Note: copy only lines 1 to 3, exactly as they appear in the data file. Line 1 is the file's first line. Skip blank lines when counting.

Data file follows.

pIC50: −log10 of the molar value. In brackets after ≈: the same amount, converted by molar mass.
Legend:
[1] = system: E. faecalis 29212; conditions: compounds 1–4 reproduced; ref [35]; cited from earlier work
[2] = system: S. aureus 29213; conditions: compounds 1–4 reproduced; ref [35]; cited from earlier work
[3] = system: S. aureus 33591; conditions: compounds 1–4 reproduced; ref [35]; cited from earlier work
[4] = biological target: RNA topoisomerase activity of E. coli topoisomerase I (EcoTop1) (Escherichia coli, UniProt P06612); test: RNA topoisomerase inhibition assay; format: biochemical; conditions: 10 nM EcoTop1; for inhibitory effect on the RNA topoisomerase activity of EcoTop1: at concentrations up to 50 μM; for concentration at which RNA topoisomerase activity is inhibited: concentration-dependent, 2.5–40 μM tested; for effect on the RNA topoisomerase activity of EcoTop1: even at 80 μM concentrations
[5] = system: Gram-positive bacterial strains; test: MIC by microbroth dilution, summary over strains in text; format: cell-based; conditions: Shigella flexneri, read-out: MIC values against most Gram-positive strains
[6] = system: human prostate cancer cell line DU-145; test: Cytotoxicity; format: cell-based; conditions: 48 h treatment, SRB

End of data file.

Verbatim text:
pIC50: −log10 of the molar value. In brackets after ≈: the same amount, converted by molar mass.
Legend:
[1] = system: E. faecalis 29212; conditions: compounds 1–4 reproduced; ref [35]; cited from earlier work